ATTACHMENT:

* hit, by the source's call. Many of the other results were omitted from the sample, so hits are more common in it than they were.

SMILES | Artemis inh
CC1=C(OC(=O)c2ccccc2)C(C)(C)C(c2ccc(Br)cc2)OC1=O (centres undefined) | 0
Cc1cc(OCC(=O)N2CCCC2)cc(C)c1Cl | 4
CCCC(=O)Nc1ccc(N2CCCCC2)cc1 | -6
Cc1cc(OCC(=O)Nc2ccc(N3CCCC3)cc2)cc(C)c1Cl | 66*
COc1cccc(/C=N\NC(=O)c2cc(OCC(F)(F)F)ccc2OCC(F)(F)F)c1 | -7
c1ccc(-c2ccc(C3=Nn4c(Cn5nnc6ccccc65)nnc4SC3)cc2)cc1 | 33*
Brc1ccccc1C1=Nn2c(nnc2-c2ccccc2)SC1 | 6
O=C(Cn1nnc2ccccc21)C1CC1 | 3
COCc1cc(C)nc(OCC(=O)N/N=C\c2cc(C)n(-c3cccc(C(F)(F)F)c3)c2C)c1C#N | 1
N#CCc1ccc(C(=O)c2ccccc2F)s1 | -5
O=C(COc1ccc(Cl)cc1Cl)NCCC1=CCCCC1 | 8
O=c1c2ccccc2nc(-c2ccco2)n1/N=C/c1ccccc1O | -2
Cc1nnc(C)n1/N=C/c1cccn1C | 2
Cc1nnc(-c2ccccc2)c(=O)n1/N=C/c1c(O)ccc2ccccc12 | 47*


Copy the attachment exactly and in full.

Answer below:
* hit, by the source's call. Many of the other results were omitted from the sample, so hits are more common in it than they were.

SMILES | Artemis inh
CC1=C(OC(=O)c2ccccc2)C(C)(C)C(c2ccc(Br)cc2)OC1=O (centres undefined) | 0
Cc1cc(OCC(=O)N2CCCC2)cc(C)c1Cl | 4
CCCC(=O)Nc1ccc(N2CCCCC2)cc1 | -6
Cc1cc(OCC(=O)Nc2ccc(N3CCCC3)cc2)cc(C)c1Cl | 66*
COc1cccc(/C=N\NC(=O)c2cc(OCC(F)(F)F)ccc2OCC(F)(F)F)c1 | -7
c1ccc(-c2ccc(C3=Nn4c(Cn5nnc6ccccc65)nnc4SC3)cc2)cc1 | 33*
Brc1ccccc1C1=Nn2c(nnc2-c2ccccc2)SC1 | 6
O=C(Cn1nnc2ccccc21)C1CC1 | 3
COCc1cc(C)nc(OCC(=O)N/N=C\c2cc(C)n(-c3cccc(C(F)(F)F)c3)c2C)c1C#N | 1
N#CCc1ccc(C(=O)c2ccccc2F)s1 | -5
O=C(COc1ccc(Cl)cc1Cl)NCCC1=CCCCC1 | 8
O=c1c2ccccc2nc(-c2ccco2)n1/N=C/c1ccccc1O | -2
Cc1nnc(C)n1/N=C/c1cccn1C | 2
Cc1nnc(-c2ccccc2)c(=O)n1/N=C/c1c(O)ccc2ccccc12 | 47*